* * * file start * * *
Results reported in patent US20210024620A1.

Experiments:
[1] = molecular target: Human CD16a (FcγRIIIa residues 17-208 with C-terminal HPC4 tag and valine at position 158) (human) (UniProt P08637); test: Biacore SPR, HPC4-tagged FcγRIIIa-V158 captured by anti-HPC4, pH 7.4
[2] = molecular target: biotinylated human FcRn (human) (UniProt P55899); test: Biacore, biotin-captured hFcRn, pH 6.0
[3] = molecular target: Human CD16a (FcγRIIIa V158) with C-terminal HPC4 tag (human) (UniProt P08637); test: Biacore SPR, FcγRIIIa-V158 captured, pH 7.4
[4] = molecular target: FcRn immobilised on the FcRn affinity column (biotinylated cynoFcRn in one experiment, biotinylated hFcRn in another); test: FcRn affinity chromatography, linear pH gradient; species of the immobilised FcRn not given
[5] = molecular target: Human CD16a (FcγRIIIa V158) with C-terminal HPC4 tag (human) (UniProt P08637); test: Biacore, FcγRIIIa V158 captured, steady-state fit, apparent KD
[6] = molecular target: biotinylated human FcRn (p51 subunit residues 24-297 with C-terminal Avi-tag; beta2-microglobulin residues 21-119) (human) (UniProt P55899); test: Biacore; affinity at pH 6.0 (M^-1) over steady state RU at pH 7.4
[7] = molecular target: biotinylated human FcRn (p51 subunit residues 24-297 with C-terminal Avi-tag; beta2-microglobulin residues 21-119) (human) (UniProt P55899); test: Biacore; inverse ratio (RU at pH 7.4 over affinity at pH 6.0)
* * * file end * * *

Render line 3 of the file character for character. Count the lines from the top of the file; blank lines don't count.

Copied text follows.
[1] = molecular target: Human CD16a (FcγRIIIa residues 17-208 with C-terminal HPC4 tag and valine at position 158) (human) (UniProt P08637); test: Biacore SPR, HPC4-tagged FcγRIIIa-V158 captured by anti-HPC4, pH 7.4